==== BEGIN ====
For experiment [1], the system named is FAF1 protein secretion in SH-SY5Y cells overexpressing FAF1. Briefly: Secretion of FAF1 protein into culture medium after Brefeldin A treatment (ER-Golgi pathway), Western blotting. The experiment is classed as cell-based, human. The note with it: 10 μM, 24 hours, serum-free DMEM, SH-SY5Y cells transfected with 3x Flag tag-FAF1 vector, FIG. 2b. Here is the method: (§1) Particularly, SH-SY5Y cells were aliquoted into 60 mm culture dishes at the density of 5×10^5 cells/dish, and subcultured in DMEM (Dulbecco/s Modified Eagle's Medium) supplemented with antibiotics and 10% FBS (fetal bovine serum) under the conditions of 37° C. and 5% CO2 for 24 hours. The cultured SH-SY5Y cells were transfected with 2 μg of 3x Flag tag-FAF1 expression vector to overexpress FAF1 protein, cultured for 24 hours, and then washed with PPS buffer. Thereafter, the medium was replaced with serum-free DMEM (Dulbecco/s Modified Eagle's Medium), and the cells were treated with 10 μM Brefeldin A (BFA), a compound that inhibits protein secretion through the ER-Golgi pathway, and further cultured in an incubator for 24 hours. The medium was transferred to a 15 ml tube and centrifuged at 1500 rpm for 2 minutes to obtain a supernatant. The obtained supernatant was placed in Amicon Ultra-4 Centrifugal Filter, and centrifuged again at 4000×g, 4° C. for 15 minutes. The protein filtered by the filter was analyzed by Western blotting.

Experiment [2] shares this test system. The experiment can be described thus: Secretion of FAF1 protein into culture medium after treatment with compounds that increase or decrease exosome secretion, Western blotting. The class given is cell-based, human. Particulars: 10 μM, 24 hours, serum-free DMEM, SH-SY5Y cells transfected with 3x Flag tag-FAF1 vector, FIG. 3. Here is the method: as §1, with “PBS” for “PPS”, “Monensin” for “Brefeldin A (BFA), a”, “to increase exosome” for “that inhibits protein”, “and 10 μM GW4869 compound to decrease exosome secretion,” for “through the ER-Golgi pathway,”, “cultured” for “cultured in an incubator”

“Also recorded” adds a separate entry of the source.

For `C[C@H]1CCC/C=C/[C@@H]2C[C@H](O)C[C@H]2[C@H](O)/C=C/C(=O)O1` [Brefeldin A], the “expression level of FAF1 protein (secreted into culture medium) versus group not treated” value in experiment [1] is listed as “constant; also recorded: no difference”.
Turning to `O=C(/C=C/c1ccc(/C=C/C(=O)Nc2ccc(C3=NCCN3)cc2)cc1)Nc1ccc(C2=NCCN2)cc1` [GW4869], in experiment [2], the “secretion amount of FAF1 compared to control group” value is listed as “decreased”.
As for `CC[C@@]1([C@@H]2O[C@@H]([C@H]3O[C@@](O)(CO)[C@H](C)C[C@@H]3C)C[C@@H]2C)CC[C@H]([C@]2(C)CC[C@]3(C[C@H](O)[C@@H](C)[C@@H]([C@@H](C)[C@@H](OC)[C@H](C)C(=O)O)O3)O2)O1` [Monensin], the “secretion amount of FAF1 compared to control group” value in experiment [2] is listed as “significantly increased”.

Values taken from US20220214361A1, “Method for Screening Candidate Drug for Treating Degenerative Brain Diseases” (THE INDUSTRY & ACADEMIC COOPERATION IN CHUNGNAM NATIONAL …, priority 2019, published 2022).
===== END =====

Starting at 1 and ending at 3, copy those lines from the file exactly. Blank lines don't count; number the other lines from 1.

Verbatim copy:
For experiment [1], the system named is FAF1 protein secretion in SH-SY5Y cells overexpressing FAF1. Briefly: Secretion of FAF1 protein into culture medium after Brefeldin A treatment (ER-Golgi pathway), Western blotting. The experiment is classed as cell-based, human. The note with it: 10 μM, 24 hours, serum-free DMEM, SH-SY5Y cells transfected with 3x Flag tag-FAF1 vector, FIG. 2b. Here is the method: (§1) Particularly, SH-SY5Y cells were aliquoted into 60 mm culture dishes at the density of 5×10^5 cells/dish, and subcultured in DMEM (Dulbecco/s Modified Eagle's Medium) supplemented with antibiotics and 10% FBS (fetal bovine serum) under the conditions of 37° C. and 5% CO2 for 24 hours. The cultured SH-SY5Y cells were transfected with 2 μg of 3x Flag tag-FAF1 expression vector to overexpress FAF1 protein, cultured for 24 hours, and then washed with PPS buffer. Thereafter, the medium was replaced with serum-free DMEM (Dulbecco/s Modified Eagle's Medium), and the cells were treated with 10 μM Brefeldin A (BFA), a compound that inhibits protein secretion through the ER-Golgi pathway, and further cultured in an incubator for 24 hours. The medium was transferred to a 15 ml tube and centrifuged at 1500 rpm for 2 minutes to obtain a supernatant. The obtained supernatant was placed in Amicon Ultra-4 Centrifugal Filter, and centrifuged again at 4000×g, 4° C. for 15 minutes. The protein filtered by the filter was analyzed by Western blotting.

Experiment [2] shares this test system. The experiment can be described thus: Secretion of FAF1 protein into culture medium after treatment with compounds that increase or decrease exosome secretion, Western blotting. The class given is cell-based, human. Particulars: 10 μM, 24 hours, serum-free DMEM, SH-SY5Y cells transfected with 3x Flag tag-FAF1 vector, FIG. 3. Here is the method: as §1, with “PBS” for “PPS”, “Monensin” for “Brefeldin A (BFA), a”, “to increase exosome” for “that inhibits protein”, “and 10 μM GW4869 compound to decrease exosome secretion,” for “through the ER-Golgi pathway,”, “cultured” for “cultured in an incubator”

“Also recorded” adds a separate entry of the source.